NEW DELHI The government Saturday released the draft national e-commerce policy proposing setting up a legal and technological framework for restrictions on cross-border data flow and also laid out conditions for businesses regarding collection or processing of sensitive data locally and storing it abroad.
The draft policy said the framework would be created to provide the basis for imposing restrictions on cross-border data flow from specified sources including data collected by IoT devices installed in public space, and data generated by users in India by various sources, including e-commerce platforms, social media, search engines.
The 42-page draft addresses six broad issues of the e-commerce ecosystem — data, infrastructure development, e-commerce marketplaces, regulatory issues, stimulating domestic digital economy and export promotion through e-commerce.
“It is almost a cliche today that data is the new oil. Unlike in the case of oil, data flows freely across borders. It can be stored or processed abroad and the processor can appropriate all the value. Therefore, India’s data should be used for the country’s development and Indian citizens and companies should get the economic benefits from the monetisation of data,” the draft ‘National e-Commerce Policy – India’s Data for India’s Development’ said.
A business entity that collects or processes any sensitive data in India and stores it abroad, shall be required to adhere to the certain conditions, according to the policy draft.
The conditions state that all such data stored abroad shall not be made available to other business entities outside India, for any purpose, even with the customer consent.
Further, the data shall also not be made available to a third party for any purpose and it would also not be shared with a foreign government, without the prior permission of Indian authorities, the draft said.
“Suitable framework will be developed for sharing of community data that serves larger public interest (subject to addressing privacy-related issues) with start-ups and firms. The larger public interest or public good is an evolving concept. The implementation of this shall be undertaken by a ‘data authority’ to be established for this purpose,” it added.
The policy laid out strategies to protect misuse of data while maintaining the spirit of existing regulations, it said adding that e-commerce warrants a framework which extends across segments, due to the cross-cutting nature of issues.
On e-commerce marketplace businesses, it said the policy aims to invite and encourage foreign direct investment (FDI) in the marketplace model “alone”, which is being carried out by companies like Flpkart and Amazon.
“An e-commerce platform, in which foreign investment has been made, therefore, cannot exercise ownership or control over the inventory sold on its platform. In this manner, foreign investment is not seen as a threat by small offline retailers of multi-branded products,” it said.
Online marketplaces should not adopt business models or strategies which are discriminatory and which favour one or few sellers/traders operating on their platforms over others, the draft clarifies.
It enlists certain steps which has to be followed by all e-commerce websites/applications.
Besides, all e-commerce sites/apps available for download in India must have a registered business entity in India as the importer on record or as the entity through which all sales in India are transacted.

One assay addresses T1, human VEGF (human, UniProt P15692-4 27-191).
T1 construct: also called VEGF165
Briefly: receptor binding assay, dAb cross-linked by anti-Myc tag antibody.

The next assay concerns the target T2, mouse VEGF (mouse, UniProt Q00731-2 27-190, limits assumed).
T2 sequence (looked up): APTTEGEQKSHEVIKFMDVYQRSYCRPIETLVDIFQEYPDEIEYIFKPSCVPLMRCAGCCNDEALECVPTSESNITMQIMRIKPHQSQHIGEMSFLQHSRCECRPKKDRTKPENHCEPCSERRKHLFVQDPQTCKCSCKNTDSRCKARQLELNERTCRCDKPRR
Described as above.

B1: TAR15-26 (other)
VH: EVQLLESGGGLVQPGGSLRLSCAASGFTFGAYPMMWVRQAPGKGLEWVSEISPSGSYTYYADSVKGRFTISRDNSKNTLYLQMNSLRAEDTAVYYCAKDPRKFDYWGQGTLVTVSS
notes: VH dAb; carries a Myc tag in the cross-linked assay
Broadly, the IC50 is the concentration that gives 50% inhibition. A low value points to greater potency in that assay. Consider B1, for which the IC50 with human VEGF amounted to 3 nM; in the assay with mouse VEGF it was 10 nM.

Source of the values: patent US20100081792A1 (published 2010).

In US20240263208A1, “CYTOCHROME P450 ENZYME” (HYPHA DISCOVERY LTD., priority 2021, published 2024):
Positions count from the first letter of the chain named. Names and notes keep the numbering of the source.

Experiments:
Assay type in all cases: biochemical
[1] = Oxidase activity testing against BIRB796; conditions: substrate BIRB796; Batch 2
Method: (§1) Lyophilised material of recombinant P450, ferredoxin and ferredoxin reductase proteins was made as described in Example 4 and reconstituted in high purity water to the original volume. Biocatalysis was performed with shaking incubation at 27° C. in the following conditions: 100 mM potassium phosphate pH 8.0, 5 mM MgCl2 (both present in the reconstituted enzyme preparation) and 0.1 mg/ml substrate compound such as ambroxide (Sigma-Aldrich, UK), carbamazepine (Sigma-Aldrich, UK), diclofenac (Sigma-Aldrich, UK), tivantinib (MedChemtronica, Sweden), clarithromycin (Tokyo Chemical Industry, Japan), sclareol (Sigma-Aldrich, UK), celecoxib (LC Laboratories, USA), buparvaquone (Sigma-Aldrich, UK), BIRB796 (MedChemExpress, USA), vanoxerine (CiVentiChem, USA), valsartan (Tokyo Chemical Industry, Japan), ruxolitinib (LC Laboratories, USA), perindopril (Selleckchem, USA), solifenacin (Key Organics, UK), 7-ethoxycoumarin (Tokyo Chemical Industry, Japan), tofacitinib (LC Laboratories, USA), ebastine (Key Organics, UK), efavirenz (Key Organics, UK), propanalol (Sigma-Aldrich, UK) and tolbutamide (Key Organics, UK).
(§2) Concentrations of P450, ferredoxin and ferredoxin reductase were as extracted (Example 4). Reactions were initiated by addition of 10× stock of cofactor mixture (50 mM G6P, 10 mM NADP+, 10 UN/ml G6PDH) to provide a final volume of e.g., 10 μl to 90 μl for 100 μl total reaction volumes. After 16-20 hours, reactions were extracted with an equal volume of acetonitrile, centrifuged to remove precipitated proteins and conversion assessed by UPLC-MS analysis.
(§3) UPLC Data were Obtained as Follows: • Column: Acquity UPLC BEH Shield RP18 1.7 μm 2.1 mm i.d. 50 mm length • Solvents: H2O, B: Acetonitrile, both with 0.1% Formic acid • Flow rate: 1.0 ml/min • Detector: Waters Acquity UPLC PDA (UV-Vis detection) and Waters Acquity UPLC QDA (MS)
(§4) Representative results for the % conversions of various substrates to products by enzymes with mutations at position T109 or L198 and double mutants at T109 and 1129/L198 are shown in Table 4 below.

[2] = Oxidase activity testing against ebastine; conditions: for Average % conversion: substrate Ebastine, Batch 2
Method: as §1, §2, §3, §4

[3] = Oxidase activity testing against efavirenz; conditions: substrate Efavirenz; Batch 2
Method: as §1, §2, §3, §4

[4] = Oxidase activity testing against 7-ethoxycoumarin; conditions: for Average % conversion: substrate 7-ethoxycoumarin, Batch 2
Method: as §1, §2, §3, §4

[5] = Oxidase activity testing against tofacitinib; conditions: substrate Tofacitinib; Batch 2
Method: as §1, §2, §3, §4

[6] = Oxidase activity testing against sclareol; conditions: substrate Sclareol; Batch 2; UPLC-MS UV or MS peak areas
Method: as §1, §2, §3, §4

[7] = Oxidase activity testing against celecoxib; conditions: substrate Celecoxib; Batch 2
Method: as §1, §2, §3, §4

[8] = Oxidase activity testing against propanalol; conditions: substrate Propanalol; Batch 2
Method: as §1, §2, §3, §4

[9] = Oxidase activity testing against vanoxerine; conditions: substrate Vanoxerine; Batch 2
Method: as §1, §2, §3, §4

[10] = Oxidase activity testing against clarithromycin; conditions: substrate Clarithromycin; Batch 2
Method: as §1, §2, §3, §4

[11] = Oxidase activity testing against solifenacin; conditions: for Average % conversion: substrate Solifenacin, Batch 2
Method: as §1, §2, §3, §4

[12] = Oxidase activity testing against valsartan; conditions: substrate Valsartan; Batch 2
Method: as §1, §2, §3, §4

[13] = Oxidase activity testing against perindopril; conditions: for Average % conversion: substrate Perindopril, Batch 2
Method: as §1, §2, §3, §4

“This is important for ensuring compliance with extant laws and regulations for preventing deceptive and fraudulent practices, protection of privacy, safety and security,” the draft, which has been floated for seeking public views, said.
It has also suggested measure to contain sale of counterfeit products, prohibited items and pirated content.
This is the second draft being prepared by the department for promotion of industry and internal (DPIIT) as several concerns were raised over the first draft of the department of commerce.
On the regulatory regime of the sector, it said the governments are finding existing regulations and structures inadequate to deal with issues thrown up by the digital economy.
Existing statutes and laws, the draft said, need to evolve to take into account the changing ways of doing business and changing business models.
On taxation related issues in the sector, the draft policy said the current practice of not imposing custom duties on electronic transmissions must be reviewed in the light of the changing digital economy and the increased role that additive manufacturing is expected to take.
On export promotion through e-commerce, it said there is a need to incentivise and reduce administrative requirements for outbound shipments through this medium.
“The existing limit of Rs 25,000 shall be increased to make Indian e-commerce exports attractive even for high-value shipments through courier mode,” the draft said.
It also stressed on developing physical infrastructure for a robust digital economy and suggested steps for developing capacity for data storage in India.
“An assessment needs to be done regarding how data-storage-ready the available infrastructure in the country. Creation of infrastructure for storage would take some time. A time-frame would be put in place for the transition to data storage within the country. A period of three years would be given to allow industry to adjust to the data storage requirement,” it said.
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